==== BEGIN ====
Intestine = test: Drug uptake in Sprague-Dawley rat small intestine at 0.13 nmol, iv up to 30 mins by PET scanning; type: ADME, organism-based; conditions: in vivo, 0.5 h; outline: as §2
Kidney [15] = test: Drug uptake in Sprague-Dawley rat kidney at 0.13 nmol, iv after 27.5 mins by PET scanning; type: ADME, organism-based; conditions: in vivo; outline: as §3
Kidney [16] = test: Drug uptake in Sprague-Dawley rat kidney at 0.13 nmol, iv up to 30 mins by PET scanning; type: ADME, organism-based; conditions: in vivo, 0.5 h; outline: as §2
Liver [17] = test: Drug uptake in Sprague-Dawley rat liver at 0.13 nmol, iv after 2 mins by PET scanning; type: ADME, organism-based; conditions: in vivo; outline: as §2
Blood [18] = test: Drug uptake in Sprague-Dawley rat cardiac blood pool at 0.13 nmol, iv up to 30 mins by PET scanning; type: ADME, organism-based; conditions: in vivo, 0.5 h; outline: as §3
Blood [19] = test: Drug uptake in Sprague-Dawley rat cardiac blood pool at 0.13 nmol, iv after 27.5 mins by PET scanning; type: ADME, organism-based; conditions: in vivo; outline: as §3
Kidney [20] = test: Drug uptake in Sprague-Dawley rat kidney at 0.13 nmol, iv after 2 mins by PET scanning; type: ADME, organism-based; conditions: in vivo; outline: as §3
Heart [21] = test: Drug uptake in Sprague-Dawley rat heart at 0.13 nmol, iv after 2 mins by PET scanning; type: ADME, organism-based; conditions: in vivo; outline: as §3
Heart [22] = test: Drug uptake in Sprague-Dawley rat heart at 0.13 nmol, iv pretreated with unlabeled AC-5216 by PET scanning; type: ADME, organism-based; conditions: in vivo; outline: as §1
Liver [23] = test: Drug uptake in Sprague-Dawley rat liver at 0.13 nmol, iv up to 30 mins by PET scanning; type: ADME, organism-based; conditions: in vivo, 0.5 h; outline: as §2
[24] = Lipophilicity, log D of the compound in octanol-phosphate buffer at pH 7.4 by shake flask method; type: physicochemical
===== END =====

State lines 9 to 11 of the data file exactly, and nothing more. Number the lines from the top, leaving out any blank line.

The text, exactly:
Heart [22] = test: Drug uptake in Sprague-Dawley rat heart at 0.13 nmol, iv pretreated with unlabeled AC-5216 by PET scanning; type: ADME, organism-based; conditions: in vivo; outline: as §1
Liver [23] = test: Drug uptake in Sprague-Dawley rat liver at 0.13 nmol, iv up to 30 mins by PET scanning; type: ADME, organism-based; conditions: in vivo, 0.5 h; outline: as §2
[24] = Lipophilicity, log D of the compound in octanol-phosphate buffer at pH 7.4 by shake flask method; type: physicochemical